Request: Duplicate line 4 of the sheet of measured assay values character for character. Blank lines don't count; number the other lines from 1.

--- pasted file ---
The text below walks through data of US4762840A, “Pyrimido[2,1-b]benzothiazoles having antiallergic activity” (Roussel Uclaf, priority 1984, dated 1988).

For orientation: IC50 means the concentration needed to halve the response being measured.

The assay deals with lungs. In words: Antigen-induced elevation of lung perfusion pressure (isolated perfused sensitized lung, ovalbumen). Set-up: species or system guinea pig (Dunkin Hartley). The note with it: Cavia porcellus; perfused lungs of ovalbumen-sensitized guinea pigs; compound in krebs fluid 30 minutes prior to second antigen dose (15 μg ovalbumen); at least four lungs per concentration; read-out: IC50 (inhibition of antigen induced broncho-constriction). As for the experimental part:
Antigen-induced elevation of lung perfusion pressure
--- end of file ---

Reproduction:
Antigen-induced elevation of lung perfusion pressure